Thursday, August 30, 2007
…. or why mavericks – even odious ones – make good MPs and bad mayors.
If one thing illustrates the potential benefits as well as the hazards of having strong political parties, it’s this whole Ken v Boris thing. It certainly illustrates the wrong-headedness of the concept of strong political mayors.
I’ve said before that I find Ken too problematic to vote for these days. If you’re interested, I’ve explained why here. And I’m really highly unlikely to vote for Boris either. I don’t need to elaborate on this any further do I?
So, does this make me one of those pathetic negativist dweebs who are always whinging about being ‘disenfranchised’? No. I’ve decided to clear myself of that particular charge. Here’s how.
Firstly, we all have a moral duty to ignore referendums, and throw eggs at anyone who goes into a polling booth to vote in one. With me so far?
Well, Mayoral elections are the same. The idea that one vote endorses one individual’s approach to almost everything in a particular sphere is little better than a plebiscite on a policy issue that most people don’t understand.
For this reason, I will probably not vote in the London mayoral election at all. And this doesn’t make me a whinging negativist dweeb. Result!
You see, even though I regard Ken as a the UK’s most obvious symptom of an illness that has afflicted the left since the heady days of Woodstock and Grosvenor Square, I think that he’s an adornment to the Labour Party and he was a net contributor to the quality of parliamentary life when he was there. I’d say the same for Boris in the context of his own party.
I’d go even further than that. Though they were /are all largely odious, George Galloway, Ian Paisley, or even Enoch Powell – in the context of 600+ other MPs – improve(d) the quality of the House of Commons. Variety is not only the spice of life, it’s also one of the magic ingredients of parliamentary democracy. And I’d be prepared to extend this argument almost to the shores (but not beyond) of fascism.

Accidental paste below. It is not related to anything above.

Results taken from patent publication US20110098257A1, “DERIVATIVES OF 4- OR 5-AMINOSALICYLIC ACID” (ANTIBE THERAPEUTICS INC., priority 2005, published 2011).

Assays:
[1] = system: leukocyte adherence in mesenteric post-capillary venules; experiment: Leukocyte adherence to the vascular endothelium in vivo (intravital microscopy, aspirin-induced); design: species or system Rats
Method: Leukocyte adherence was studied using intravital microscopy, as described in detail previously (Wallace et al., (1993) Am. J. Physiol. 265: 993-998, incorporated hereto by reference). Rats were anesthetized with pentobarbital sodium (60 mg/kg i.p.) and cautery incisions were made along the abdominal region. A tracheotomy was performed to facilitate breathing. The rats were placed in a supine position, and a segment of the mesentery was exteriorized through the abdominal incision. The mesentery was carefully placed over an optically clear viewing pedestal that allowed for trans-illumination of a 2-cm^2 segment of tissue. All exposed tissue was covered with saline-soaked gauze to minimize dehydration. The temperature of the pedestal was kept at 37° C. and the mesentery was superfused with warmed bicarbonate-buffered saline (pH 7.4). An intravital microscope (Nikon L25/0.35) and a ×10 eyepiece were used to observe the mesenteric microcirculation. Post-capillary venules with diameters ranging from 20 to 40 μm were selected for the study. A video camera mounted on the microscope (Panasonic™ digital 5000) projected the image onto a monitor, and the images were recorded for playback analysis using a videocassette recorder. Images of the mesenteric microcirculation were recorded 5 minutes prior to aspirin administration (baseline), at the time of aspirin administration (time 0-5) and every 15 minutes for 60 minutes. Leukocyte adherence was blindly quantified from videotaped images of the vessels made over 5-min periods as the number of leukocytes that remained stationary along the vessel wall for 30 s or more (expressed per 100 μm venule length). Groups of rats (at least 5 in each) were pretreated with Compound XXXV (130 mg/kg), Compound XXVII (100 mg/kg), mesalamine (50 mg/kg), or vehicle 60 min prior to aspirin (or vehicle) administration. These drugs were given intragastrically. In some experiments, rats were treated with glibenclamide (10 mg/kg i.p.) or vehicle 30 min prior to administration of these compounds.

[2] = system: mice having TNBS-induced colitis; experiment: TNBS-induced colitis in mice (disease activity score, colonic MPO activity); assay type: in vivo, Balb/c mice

My argument is that this kind of distributed wisdom is the least unlikely way of getting humane and half-decent policymaking.
But distributed wisdom – whether it’s the type that was promoted by advocates of some versions of public choice theory, by Hayek, or the more swishy up-to-date ‘Wisdom of Crowds’ - only works if groupthink isn’t in evidence. And party groupthink is one thing you can’t – by definition - accuse these mavericks of.
So, could I vote for a Labour Party with Livingstone or Galloway in it? Absolutely. I’d probably want Galloway expelled, but it wouldn’t even have been a deal-breaker if he’d stayed. In fact, the presence of most mavericks – whether it’s the type that I often agree with (Denis MacShane, Steve Pound) or the ones I don’t (Tony Benn, Livingstone, Frank Field, Tony Blair) makes the Labour Party more attractive to me than if it were stuffed with Paulie-clones.
Now, I may struggle to vote for the worst of the mavericks if they were my local Labour Party candidate in an election. But I know for certain that I couldn’t vote for one of them in a contest that would hand them fairly untrammelled power as an individual. And the one thing that nearly drove me away from the Labour Party in the 1990s were the number of vile Blairite clones of the Margaret Hodge variety.
But if Labour started doing what Cameron did in Ealing Southall, and start describing themselves as Gordon Brown’s Labour Party, I’d even struggle to vote for the party I’ve been a member of for a quarter of a century. This is not, by the way, a particular whinge about Gordon Brown specifically. If the ballot paper said Shuggy’s Labour Party, Tom’s Labour Party or even Chris’ Labour Party, I’d even struggle then. It’s the paradox of political parties. On the one hand, if they are highly centralised, they are a damaging competitor to any decent model of democracy.
But if they aren’t, they could make the whole shooting match work the way that it should.